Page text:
23 Sep 2008

Hugh Henry article in Paisley Daily Express 25 June 2008


Most of us take the ability to communicate for granted.

We can express ourselves whenever we want and with mobile phones and texting there seems to be no respite!

But do we stop to think about those who have difficulty in communicating?

For some, specialist equipment provides the means to do what most do all the time.

Alternative and Augmentative Communication (AAC) equipment can give the opportunity to communicate, learn and study, work and even just socialise.

Unfortunately the equipment is not automatically available to those who need it.

Young people from Capability Scotland’s Corseford School recently became involved in the campaign to improve access to AAC equipment.

Four of the pupils, Owen Hunter, Steven Sweeney, Courtney Pollock and Craig Gibson recently visited the Scottish Parliament to advance the campaign.

Last week I visited these young campaigners out at Corseford School and heard from them the difference AAC equipment makes.

Unfortunately in Craig Gibson’s case, Renfrewshire Council refused to provide equipment last September because Craig would be leaving School in June to go to Reid Kerr College.

What a penny pinching, narrow minded decision.

Surely Craig, from Johnstone, should have the same right to communicate as anyone else?

I am backing the campaign for better AAC equipment throughout Scotland, and the young people from Corseford School are leading the way.

Why do those whose lives have been damaged by asbestos have to go through hoops to get justice?

When I was a Government Minister I introduced a fast track Bill to overturn a decision of the courts which denied access to justice for asbestos victims and their families.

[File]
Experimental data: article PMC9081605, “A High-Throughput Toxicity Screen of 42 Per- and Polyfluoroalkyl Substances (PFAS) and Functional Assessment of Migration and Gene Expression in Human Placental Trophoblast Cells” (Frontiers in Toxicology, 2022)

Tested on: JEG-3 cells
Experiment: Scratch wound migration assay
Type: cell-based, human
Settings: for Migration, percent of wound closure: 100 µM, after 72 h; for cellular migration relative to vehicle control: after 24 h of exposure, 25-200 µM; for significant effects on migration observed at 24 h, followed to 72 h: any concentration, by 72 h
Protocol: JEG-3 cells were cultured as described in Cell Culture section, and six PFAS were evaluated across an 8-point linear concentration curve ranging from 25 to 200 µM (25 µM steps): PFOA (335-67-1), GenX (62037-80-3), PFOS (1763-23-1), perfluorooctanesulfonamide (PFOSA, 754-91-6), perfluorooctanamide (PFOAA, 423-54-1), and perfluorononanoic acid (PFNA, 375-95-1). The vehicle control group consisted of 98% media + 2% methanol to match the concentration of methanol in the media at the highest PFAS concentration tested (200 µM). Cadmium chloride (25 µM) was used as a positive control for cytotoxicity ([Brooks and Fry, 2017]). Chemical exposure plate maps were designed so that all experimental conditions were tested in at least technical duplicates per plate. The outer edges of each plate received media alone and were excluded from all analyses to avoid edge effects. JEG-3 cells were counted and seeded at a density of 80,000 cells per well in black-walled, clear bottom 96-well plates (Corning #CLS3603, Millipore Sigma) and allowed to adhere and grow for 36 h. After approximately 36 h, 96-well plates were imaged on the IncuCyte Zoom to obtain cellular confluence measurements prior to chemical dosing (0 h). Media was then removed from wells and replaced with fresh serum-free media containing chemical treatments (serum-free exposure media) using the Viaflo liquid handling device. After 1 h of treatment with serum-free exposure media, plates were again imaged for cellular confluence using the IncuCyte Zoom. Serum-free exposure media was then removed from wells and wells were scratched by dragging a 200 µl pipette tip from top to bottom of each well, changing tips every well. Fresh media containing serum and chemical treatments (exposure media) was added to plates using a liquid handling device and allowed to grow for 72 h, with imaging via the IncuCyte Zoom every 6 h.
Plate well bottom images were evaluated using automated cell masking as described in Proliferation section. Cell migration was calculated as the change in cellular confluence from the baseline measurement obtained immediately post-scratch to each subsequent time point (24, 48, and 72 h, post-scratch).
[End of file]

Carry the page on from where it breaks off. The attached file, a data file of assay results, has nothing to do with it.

Now another court decision has denied access to compensation for those suffering from what is called ‘pleural plaques’.

This condition, along with symptomless pleural thickening, is most often found in those who worked in shipbuilding, construction, and certain types of engineering.

Those who suffer from pleural plaques have a significantly higher risk of developing serious asbestos related illness.

I am delighted that Scottish Ministers last week published a new Bill to overrule the decision of the House of Lords which restricted access to Justice.

Those with asbestos related conditions have enough to worry about without facing a denial of justice.

Last week, along with Wendy Alexander and Trish Godman, I met with parents and teachers to discuss what is happening in Renfrewshire Schools.

What we heard is profoundly worrying.

We heard about experienced teachers being given retirement and not replaced, more and more composite classes, higher class sizes, cuts to the books budget and less money to spend on teaching our children.

What’s worse is that the budget cuts will hit even harder next year.

The concerns were expressed for both primary and secondary schools, and no school seems to be immune.

Surely the local councillors responsible for this should stop and think again.

Our children only get one shot at school.

Don’t ruin it for them.

There is no doubt that action is needed to tackle alcohol abuse, and its consequences, in Scotland.

But Kenny McAskill, the Cabinet Secretary for Justice, has got it wrong by stigmatising 18-21 year olds.

It’s just daft to allow them to buy drink in a pub, but not to take home a bottle of wine from an off licence for dinner.

Equally it’s daft to force decent law abiding people to go in a separate queue in a supermarket to buy alcohol.

Why not use the existing powers to crackdown on underage drinking, public drunkenness and anti social behaviour?

Think again, Kenny.